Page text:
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    Take a break from your shopping spree with a bowl of steaming laksa at Temasek. This extremely popular Malaysian-Singaporean eatery looks no-frills from the outside, but, once you’re tucking into your spicy feast, you’ll understand why it’s been packed since it opened in 1992. The laksa list offers chicken, prawn, chicken and prawn, seafood and vegetarian versions. But, if none of that whets your appetite, there’s other dishes to choose from, including Singapore chilli crab, Hainanese chicken rice and a spectacular oyster omelette.

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    PappaRich

    Like all of the eateries in the PappaRich empire, this Parramatta outpost of the Malaysian restaurant chain serves consistently satisfying buttery rotis, fragrant laksa, filling nasi goreng and fiery sambal. What started out as a vision to create a modern version of the traditional coffee shops in Malaysia, has turned into an Australia-wide name, and rightly so. Each store has its own menu, but you’ll always find roti canai, nasi lemak and pan mee — plus its range of teas, like teh tarik, lemon tea with honey and the Milo Dinosaur, a cup of iced Milo with a scoop of Milo powder on top.

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    Velocipede

    Whether you’re looking for a hardcore mountain bike or a smooth electric cruiser, you’ll find it at Velocipede on Sorrell Street. This super-friendly bike shop is happy to help cyclists of all types — not just serious, Lycra-ed, long-distance peddlers. You can count on genuine interest in your riding ambitions, a range of services and all the gear you need, including clothing and accessories. There’s also an in-store cafe, so, if your bike’s getting fixed, you can snack and drink while you wait. Once you’re done, you’ll find loads of cycle paths to explore in and around Parramatta — from Parramatta Park’s easy-going, 3.2-kilometre loop to the epic Parramatta River Cycleway.

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    Given how difficult it is for independent shops to survive, Dot’s Flower Shoppe has been an impressive exception. Locals have been coming here for 30 years — whether looking for the perfect bouquet to cheer up a mate or with plans to organise a Pinterest-worthy party. The bouquets, all created by Dot’s devoted team range from brilliant bunches of classic red roses to designer arrangements of Australian natives. And, if you have something in mind that you can’t find in the store, all you have to do is ask. You’ll find Dot’s on busy Church Street, along Parramatta’s busiest strip.

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    Anytime you need anything to drink or eat, you can pretty much count on the Coffee Emporium being open. Found on Phillip Street, this rather grand space is an all-day eatery dedicated to decadent and thirst-quenching food and drink. Drop in for a quick coffee or spend hours lingering over a long, lazy, multi-course lunch or dinner. It’s open till 11pm three nights a week.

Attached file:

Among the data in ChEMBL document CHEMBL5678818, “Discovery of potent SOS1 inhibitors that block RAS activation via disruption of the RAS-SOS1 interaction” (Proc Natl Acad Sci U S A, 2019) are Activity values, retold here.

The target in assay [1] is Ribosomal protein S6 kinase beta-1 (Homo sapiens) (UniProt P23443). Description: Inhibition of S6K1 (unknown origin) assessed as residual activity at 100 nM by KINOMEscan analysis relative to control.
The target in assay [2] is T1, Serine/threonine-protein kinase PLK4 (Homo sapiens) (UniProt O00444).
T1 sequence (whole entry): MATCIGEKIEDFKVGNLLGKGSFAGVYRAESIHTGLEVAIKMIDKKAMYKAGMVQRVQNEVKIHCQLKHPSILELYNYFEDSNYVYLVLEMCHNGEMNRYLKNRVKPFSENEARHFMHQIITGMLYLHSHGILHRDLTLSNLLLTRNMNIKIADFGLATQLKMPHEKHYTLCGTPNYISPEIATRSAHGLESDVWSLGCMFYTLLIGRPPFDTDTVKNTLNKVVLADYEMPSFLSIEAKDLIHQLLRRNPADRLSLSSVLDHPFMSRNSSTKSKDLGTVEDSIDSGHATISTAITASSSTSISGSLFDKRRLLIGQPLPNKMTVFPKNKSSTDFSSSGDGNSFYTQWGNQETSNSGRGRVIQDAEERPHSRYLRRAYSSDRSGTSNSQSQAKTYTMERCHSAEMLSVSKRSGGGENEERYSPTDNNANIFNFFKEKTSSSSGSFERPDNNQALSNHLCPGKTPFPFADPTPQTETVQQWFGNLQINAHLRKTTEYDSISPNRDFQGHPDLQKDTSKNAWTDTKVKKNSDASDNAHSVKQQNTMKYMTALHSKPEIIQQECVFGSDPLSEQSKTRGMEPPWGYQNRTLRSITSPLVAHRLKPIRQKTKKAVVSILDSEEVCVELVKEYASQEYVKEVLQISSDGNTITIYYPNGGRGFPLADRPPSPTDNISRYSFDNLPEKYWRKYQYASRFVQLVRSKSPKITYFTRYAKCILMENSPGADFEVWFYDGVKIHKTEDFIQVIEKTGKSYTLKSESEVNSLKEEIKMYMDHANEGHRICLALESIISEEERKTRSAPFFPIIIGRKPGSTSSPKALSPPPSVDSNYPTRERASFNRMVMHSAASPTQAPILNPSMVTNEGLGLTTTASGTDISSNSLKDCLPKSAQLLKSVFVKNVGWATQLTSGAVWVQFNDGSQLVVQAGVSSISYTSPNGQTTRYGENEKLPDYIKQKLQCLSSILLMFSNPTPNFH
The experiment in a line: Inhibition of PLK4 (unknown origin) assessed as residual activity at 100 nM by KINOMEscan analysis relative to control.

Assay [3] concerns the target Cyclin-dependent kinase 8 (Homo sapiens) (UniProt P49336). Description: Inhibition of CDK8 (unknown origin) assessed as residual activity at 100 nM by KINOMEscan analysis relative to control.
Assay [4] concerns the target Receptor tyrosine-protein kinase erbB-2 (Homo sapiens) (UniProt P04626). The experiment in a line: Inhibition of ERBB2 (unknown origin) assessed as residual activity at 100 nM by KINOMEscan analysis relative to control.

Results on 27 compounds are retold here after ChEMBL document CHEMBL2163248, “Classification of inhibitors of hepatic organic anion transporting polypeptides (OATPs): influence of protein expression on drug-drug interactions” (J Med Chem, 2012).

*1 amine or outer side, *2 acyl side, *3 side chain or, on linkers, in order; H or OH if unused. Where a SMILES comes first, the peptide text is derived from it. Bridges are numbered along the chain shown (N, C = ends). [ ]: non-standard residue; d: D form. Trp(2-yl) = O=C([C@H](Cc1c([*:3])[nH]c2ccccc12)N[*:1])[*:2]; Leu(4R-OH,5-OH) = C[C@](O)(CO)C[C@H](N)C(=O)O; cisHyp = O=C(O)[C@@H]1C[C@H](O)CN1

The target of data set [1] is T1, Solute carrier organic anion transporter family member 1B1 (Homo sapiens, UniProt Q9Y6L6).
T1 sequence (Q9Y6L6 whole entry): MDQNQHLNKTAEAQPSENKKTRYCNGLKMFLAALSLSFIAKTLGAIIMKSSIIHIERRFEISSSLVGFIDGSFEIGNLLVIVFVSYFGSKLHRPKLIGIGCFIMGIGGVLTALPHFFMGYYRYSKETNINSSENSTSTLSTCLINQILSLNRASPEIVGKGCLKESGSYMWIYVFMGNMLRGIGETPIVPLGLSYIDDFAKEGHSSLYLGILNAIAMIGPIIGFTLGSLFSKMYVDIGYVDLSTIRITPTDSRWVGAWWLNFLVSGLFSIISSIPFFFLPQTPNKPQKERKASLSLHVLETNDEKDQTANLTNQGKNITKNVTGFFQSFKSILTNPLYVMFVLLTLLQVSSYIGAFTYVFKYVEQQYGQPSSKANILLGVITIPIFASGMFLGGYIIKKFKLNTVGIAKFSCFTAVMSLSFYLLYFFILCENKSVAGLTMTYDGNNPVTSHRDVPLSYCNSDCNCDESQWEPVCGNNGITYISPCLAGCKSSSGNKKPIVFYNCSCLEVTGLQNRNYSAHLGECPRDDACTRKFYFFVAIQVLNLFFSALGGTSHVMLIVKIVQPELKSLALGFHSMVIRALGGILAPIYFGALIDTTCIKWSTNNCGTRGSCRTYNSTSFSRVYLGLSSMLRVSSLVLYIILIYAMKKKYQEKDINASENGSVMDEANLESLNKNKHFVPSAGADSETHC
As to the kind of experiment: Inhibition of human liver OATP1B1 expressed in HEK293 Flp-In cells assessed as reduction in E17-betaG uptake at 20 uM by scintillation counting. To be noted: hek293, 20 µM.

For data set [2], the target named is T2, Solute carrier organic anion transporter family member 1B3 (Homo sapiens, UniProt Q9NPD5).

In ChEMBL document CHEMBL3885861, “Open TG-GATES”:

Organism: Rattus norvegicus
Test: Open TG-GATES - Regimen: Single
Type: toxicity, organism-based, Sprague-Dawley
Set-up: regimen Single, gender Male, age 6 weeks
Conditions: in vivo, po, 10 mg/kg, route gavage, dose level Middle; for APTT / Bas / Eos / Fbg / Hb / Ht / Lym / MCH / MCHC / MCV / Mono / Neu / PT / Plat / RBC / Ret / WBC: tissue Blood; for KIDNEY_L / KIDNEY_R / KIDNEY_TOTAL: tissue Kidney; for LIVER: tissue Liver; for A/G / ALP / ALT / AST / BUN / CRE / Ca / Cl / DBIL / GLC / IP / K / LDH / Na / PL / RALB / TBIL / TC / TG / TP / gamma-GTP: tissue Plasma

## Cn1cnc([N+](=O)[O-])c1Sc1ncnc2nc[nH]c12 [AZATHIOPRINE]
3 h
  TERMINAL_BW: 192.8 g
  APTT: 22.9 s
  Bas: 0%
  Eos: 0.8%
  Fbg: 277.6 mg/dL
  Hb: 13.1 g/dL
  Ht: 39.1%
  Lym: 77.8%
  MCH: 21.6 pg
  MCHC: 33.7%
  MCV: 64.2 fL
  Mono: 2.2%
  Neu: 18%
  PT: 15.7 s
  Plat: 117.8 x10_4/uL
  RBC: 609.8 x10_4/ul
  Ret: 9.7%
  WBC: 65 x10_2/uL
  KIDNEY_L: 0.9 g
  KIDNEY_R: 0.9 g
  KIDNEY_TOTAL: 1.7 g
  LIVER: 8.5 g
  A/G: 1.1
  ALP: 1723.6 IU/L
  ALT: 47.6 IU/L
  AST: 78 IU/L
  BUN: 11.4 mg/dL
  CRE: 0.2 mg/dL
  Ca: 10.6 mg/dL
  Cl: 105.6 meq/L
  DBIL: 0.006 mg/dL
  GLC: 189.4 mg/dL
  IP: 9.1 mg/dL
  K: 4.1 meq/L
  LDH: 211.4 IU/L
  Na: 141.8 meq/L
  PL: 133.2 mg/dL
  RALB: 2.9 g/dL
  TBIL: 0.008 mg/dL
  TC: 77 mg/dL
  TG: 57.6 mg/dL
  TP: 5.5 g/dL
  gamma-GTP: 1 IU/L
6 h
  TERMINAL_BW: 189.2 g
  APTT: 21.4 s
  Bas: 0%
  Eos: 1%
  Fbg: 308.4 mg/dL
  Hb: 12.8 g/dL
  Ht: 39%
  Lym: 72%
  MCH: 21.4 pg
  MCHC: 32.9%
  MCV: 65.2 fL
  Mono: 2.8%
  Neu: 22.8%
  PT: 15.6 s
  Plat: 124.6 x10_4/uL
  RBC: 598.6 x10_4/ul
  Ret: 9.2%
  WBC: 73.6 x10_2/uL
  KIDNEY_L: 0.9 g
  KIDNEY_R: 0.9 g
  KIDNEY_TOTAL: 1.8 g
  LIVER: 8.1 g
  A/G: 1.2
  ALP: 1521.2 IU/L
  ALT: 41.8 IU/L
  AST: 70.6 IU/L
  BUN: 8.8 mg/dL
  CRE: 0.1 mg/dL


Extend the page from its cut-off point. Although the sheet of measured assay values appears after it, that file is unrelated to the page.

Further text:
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    No local adventure is complete until you’ve tried a local drop. In Parramatta, your beer-themed destination is Riverside Brewing Company, a brewery set on Darling Mills Creek, one of the Parramatta River’s tributaries. All made onsite, the brews range from the crisp, hoppy, fruit-driven Thirty Three Golden Ale, to the refreshing, passionfruit-y Sixty Nine Sumer Ale, to the Eighty Eight Robust Porter, a smooth, dark beer, which, with its coffee and chocolate notes, is perfect for chilly nights.

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    Culture Kings Parramatta

    Streetwear store Culture Kings opened in Parramatta in 2018, and like the other CK stores across the country it has hundreds of sneaker brands across Vans, Nike, Adidas and Puma, and even more caps, accessories and clothing from brands like Champion, 9Five and 10Deep. Right now, Culture Kings has face masks from street style gurus, Carré, Saint and Last Kings, too. The store, found on the corner of Church and Macquarie Streets, is designed to make you want to hang out in store with your mates; it has a DJ, half a basketball court and arcade games to keep you playing and testing out your new kicks. You can also book in for a half-an-hour style session with staff, which costs nothing, and you’ll be kitted out in the latest releases and hear what’s coming in store soon.

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Shop small to support the local stores that make Sydney so great. To learn about American Express, its Shop Small initiative and current Shop Small offer, which ends on August 31, visit here. Then, head this way to find more must-visit spots around greater western Sydney.

Top image: Destination NSW.